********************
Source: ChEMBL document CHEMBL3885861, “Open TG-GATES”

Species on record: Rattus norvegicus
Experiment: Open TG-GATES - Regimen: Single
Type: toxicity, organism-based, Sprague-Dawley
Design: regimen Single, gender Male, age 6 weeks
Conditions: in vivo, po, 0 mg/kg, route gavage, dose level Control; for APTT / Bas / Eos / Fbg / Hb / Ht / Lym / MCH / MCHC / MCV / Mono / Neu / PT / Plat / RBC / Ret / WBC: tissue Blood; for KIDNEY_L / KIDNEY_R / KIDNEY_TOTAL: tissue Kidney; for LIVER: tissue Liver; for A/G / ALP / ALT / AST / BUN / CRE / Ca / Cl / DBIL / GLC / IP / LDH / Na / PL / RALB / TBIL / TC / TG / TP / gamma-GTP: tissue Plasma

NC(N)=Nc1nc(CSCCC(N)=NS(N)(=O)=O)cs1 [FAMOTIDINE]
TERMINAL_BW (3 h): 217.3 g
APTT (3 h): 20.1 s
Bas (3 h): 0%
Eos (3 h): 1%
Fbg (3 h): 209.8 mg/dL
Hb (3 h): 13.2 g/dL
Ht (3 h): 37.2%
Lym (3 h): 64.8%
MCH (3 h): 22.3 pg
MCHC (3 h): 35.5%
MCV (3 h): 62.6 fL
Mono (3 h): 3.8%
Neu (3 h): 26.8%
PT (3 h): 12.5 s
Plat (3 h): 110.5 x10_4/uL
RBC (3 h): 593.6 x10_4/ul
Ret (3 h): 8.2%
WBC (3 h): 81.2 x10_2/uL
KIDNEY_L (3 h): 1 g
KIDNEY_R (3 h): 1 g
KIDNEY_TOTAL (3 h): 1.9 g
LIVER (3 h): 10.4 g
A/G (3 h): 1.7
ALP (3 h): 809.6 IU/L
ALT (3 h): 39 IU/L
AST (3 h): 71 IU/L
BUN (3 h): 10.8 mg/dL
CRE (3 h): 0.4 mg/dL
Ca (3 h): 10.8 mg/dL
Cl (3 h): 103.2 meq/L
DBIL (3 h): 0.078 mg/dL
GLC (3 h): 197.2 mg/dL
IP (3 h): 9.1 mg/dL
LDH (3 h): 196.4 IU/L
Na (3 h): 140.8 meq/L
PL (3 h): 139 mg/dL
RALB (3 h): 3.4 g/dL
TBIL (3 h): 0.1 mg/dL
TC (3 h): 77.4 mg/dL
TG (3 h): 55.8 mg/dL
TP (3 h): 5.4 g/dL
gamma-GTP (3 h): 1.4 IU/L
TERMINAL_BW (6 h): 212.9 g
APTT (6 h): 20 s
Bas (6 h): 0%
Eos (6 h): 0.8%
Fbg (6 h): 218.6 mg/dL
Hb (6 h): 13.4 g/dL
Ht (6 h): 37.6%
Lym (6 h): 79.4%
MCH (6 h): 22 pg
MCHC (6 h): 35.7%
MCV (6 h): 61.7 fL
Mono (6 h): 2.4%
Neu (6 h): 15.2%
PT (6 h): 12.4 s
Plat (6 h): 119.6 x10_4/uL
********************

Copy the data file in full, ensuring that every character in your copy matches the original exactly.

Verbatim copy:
Source: ChEMBL document CHEMBL3885861, “Open TG-GATES”

Species on record: Rattus norvegicus
Experiment: Open TG-GATES - Regimen: Single
Type: toxicity, organism-based, Sprague-Dawley
Design: regimen Single, gender Male, age 6 weeks
Conditions: in vivo, po, 0 mg/kg, route gavage, dose level Control; for APTT / Bas / Eos / Fbg / Hb / Ht / Lym / MCH / MCHC / MCV / Mono / Neu / PT / Plat / RBC / Ret / WBC: tissue Blood; for KIDNEY_L / KIDNEY_R / KIDNEY_TOTAL: tissue Kidney; for LIVER: tissue Liver; for A/G / ALP / ALT / AST / BUN / CRE / Ca / Cl / DBIL / GLC / IP / LDH / Na / PL / RALB / TBIL / TC / TG / TP / gamma-GTP: tissue Plasma

NC(N)=Nc1nc(CSCCC(N)=NS(N)(=O)=O)cs1 [FAMOTIDINE]
TERMINAL_BW (3 h): 217.3 g
APTT (3 h): 20.1 s
Bas (3 h): 0%
Eos (3 h): 1%
Fbg (3 h): 209.8 mg/dL
Hb (3 h): 13.2 g/dL
Ht (3 h): 37.2%
Lym (3 h): 64.8%
MCH (3 h): 22.3 pg
MCHC (3 h): 35.5%
MCV (3 h): 62.6 fL
Mono (3 h): 3.8%
Neu (3 h): 26.8%
PT (3 h): 12.5 s
Plat (3 h): 110.5 x10_4/uL
RBC (3 h): 593.6 x10_4/ul
Ret (3 h): 8.2%
WBC (3 h): 81.2 x10_2/uL
KIDNEY_L (3 h): 1 g
KIDNEY_R (3 h): 1 g
KIDNEY_TOTAL (3 h): 1.9 g
LIVER (3 h): 10.4 g
A/G (3 h): 1.7
ALP (3 h): 809.6 IU/L
ALT (3 h): 39 IU/L
AST (3 h): 71 IU/L
BUN (3 h): 10.8 mg/dL
CRE (3 h): 0.4 mg/dL
Ca (3 h): 10.8 mg/dL
Cl (3 h): 103.2 meq/L
DBIL (3 h): 0.078 mg/dL
GLC (3 h): 197.2 mg/dL
IP (3 h): 9.1 mg/dL
LDH (3 h): 196.4 IU/L
Na (3 h): 140.8 meq/L
PL (3 h): 139 mg/dL
RALB (3 h): 3.4 g/dL
TBIL (3 h): 0.1 mg/dL
TC (3 h): 77.4 mg/dL
TG (3 h): 55.8 mg/dL
TP (3 h): 5.4 g/dL
gamma-GTP (3 h): 1.4 IU/L
TERMINAL_BW (6 h): 212.9 g
APTT (6 h): 20 s
Bas (6 h): 0%
Eos (6 h): 0.8%
Fbg (6 h): 218.6 mg/dL
Hb (6 h): 13.4 g/dL
Ht (6 h): 37.6%
Lym (6 h): 79.4%
MCH (6 h): 22 pg
MCHC (6 h): 35.7%
MCV (6 h): 61.7 fL
Mono (6 h): 2.4%
Neu (6 h): 15.2%
PT (6 h): 12.4 s
Plat (6 h): 119.6 x10_4/uL